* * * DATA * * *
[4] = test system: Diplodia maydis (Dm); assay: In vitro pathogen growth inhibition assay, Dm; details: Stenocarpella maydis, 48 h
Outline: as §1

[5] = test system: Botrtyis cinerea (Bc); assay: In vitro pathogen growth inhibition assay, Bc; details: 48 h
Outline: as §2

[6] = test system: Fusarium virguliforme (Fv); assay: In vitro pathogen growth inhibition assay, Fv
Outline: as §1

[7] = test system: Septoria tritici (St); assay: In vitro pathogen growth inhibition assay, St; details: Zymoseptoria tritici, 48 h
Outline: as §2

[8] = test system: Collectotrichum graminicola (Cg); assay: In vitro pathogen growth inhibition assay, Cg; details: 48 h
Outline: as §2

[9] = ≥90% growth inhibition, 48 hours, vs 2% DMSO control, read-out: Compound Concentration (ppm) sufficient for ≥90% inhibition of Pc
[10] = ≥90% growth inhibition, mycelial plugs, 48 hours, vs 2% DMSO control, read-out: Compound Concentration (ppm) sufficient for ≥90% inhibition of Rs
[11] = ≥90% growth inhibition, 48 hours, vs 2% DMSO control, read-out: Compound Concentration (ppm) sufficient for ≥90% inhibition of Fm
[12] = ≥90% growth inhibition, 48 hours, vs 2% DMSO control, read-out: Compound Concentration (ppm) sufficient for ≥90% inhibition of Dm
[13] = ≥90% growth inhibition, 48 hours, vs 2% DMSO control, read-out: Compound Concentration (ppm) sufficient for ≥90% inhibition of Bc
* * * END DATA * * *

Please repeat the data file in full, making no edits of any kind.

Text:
[4] = test system: Diplodia maydis (Dm); assay: In vitro pathogen growth inhibition assay, Dm; details: Stenocarpella maydis, 48 h
Outline: as §1

[5] = test system: Botrtyis cinerea (Bc); assay: In vitro pathogen growth inhibition assay, Bc; details: 48 h
Outline: as §2

[6] = test system: Fusarium virguliforme (Fv); assay: In vitro pathogen growth inhibition assay, Fv
Outline: as §1

[7] = test system: Septoria tritici (St); assay: In vitro pathogen growth inhibition assay, St; details: Zymoseptoria tritici, 48 h
Outline: as §2

[8] = test system: Collectotrichum graminicola (Cg); assay: In vitro pathogen growth inhibition assay, Cg; details: 48 h
Outline: as §2

[9] = ≥90% growth inhibition, 48 hours, vs 2% DMSO control, read-out: Compound Concentration (ppm) sufficient for ≥90% inhibition of Pc
[10] = ≥90% growth inhibition, mycelial plugs, 48 hours, vs 2% DMSO control, read-out: Compound Concentration (ppm) sufficient for ≥90% inhibition of Rs
[11] = ≥90% growth inhibition, 48 hours, vs 2% DMSO control, read-out: Compound Concentration (ppm) sufficient for ≥90% inhibition of Fm
[12] = ≥90% growth inhibition, 48 hours, vs 2% DMSO control, read-out: Compound Concentration (ppm) sufficient for ≥90% inhibition of Dm
[13] = ≥90% growth inhibition, 48 hours, vs 2% DMSO control, read-out: Compound Concentration (ppm) sufficient for ≥90% inhibition of Bc